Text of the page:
Chambers says that in 18 months of drug use he was training harder than he ever had before, but his track best for the 100 metres was reduced by just 0.1 seconds, from 9.97 to 9.87 seconds. This is the sort of improvement that a sprinter might well achieve anyway, by training and competing at the top level for an extra year.

A number of people come out badly from this book. One is Seb Coe, who Chambers describes as having encouraged him privately, before later condemning him publicly, in order to play up to the image the media likes to have of him.

The BOA apparatus also comes over badly. Chambers says that he made considerable efforts to offer his, and Conte’s, services in order to give drugs testers an insight into the techniques used by drugs cheats and to improve enforcement. The BOA took no interest in his offer. It may be that they felt that they already knew all they could need to know about the circumstances of his drugs use. Chambers’ own conclusion is while athletics officials undoubtedly care about their sport looking clean, they do not care in the least about the actuality of drugs use.

I hope, as I’ve written before, that the challenge to the BOA life-time succeeds. I do so because in my professional life I am confronted repeatedly with people who are punished more than once for a wrongdoing which they acknowledge (people who are jailed and lose their house, people who do something stupid and lose access to their child), and I am very strongly of the view that – in general – people should get second chances.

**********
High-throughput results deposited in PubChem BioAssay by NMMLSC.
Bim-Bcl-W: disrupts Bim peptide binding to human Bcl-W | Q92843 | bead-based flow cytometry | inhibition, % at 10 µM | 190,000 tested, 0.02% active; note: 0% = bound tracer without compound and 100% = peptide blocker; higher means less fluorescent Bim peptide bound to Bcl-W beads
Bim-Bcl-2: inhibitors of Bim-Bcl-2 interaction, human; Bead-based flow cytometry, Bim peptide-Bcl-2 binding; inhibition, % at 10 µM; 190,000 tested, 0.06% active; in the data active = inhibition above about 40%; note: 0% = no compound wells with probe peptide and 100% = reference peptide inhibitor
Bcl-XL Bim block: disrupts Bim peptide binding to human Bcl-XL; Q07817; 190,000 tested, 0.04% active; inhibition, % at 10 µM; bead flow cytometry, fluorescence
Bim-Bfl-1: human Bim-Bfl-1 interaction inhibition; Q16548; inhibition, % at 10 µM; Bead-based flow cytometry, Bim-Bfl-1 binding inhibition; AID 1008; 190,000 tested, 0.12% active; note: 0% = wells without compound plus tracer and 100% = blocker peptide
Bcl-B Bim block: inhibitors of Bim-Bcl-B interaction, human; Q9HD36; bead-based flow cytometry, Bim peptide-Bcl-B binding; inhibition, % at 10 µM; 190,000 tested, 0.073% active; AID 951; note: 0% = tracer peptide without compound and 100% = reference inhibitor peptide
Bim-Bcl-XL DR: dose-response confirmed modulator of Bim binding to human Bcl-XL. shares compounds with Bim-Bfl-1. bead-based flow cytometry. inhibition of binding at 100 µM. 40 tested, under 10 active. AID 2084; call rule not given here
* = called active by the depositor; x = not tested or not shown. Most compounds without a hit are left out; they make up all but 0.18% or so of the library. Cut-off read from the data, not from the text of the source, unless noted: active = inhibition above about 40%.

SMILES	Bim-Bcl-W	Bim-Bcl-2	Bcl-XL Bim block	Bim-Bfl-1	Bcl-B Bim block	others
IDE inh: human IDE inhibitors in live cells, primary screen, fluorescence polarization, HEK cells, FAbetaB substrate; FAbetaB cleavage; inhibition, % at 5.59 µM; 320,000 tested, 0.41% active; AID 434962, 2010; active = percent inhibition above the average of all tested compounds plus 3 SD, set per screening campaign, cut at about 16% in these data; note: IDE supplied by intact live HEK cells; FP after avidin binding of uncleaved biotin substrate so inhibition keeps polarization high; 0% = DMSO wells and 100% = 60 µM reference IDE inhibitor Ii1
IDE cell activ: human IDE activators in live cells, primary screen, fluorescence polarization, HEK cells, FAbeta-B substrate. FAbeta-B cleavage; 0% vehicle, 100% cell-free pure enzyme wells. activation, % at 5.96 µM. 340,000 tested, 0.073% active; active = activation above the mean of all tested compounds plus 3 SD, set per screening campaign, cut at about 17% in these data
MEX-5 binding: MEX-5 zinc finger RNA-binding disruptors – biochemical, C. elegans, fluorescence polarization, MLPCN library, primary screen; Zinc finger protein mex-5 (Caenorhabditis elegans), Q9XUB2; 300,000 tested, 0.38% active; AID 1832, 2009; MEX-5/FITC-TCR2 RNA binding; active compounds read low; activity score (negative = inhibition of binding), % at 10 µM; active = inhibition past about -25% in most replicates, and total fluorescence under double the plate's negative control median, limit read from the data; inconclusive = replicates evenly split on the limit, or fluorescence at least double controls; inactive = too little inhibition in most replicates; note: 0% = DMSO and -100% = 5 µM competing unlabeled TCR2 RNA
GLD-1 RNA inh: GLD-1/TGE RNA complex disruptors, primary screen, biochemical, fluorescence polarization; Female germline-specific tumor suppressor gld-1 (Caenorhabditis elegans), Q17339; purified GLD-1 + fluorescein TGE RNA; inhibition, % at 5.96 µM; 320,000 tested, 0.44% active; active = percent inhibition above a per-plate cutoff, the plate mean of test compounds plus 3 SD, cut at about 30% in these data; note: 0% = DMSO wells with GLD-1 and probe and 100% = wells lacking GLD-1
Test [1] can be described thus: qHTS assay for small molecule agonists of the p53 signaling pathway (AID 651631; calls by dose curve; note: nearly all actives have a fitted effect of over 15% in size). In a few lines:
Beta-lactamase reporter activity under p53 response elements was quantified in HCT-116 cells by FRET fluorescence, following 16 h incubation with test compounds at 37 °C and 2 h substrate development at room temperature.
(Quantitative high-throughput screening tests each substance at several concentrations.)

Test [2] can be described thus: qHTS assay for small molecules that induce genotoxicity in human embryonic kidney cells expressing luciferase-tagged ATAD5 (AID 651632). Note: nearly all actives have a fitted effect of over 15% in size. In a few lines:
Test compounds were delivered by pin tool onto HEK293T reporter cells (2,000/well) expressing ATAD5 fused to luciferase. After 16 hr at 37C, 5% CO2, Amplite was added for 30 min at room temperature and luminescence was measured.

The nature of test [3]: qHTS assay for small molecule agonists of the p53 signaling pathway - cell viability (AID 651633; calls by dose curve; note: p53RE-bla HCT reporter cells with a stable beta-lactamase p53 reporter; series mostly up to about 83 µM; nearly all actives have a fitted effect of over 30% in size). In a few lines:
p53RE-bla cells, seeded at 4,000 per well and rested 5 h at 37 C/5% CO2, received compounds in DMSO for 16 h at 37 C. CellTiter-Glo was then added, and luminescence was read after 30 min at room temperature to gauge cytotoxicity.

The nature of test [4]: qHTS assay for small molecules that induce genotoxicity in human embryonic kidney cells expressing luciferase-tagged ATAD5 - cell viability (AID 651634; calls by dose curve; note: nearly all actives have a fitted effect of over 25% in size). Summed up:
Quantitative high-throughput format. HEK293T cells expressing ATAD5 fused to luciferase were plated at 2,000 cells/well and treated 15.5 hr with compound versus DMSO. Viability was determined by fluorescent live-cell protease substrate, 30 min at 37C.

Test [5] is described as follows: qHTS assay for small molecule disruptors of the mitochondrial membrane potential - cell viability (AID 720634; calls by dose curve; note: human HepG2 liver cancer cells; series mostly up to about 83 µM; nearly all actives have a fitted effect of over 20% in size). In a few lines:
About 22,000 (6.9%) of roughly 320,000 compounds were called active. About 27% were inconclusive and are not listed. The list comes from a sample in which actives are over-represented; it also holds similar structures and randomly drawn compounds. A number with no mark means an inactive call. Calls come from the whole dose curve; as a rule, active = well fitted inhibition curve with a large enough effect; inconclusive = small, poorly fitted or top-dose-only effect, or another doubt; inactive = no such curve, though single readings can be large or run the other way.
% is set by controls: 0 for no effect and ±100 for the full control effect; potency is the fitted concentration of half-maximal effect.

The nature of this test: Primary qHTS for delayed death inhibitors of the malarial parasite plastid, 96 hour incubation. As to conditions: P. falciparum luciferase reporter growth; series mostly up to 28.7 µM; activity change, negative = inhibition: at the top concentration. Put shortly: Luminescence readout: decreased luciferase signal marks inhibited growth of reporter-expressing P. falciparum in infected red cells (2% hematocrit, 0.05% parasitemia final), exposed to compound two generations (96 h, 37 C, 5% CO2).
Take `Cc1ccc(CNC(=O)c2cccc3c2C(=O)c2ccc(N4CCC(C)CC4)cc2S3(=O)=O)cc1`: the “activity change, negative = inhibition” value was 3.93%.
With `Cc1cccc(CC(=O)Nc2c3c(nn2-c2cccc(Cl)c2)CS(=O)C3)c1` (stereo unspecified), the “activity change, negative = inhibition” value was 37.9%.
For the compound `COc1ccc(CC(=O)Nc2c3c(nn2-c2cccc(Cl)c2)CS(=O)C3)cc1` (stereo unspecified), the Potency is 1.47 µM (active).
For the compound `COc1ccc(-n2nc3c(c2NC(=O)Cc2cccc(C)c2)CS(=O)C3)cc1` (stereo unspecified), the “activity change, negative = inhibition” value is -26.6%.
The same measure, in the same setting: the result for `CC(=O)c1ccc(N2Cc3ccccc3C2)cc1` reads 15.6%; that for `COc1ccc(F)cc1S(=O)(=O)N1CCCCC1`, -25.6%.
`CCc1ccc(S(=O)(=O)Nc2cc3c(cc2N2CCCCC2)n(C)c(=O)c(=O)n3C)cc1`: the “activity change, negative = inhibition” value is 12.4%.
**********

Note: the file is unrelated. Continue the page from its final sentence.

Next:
But there’s more to it than that.

Let me end with what may seem like a detour, but isn’t:

In my teens I began to read up on the history of the British left. Imagine my disappointment to discover that the first British Marxist, Henry Myers Hyndman, was a former stockbroker and that Hyndman’s standard device when he spoke to public audiences was to attend dressed in a frock coat and top hat. Hyndman would thank the audience for so generously supporting “my class”, i.e. the boss class. But socialism, if it is to mean anything, should mean the majority of people taking control of their lives. How could they do this, if they had to be led by a boasting toff? Hyndman’s approach struck me as flagrantly wrong.

Somewhere around my mid-thirties, my view of Hyndman changed. I didn’t stop being a socialist; I hadn’t read any more of Hyndman’s work. The penny that dropped was rather this: Hyndman was far from the only middle-class socialist in the 1880s or 1890s (his party the Social Democratic Federation included at various times George Bernard Shaw, HG Wells and dozens more of a similar stripe). The style of most left-wing journalists, teachers, etc was – even then – to “prole up”, speaking in regional accents, emphasising their supposed personal poverty (think Ken Livingstone’s tax affairs but 120 years earlier), etc. Hyndman could not by himself solve the problems of poverty and class which really explained why many workers deferred to the middle classes even in the meetings of the socialist groups, which tried to be better and failed.

Simply from the vantage of personal integrity, HM Hyndman’s approach was truer to who he was. And this has increasingly seemed a virtue to me.

Chambers has been brutally honest about his drug use; and it is that honesty which explains why he, unlike other athlets (Christie, Ohuruogu) is still being punished, years after he stopped doing anything wrong.

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2 responses »

    • On 24 Feb 2004 he was banned for two years from competing for UK athletics at all; the ban was backdated to 7 Nov 2003 (Chambers had been suspended from that date). He reamined banned from competing at the Olympics until this year.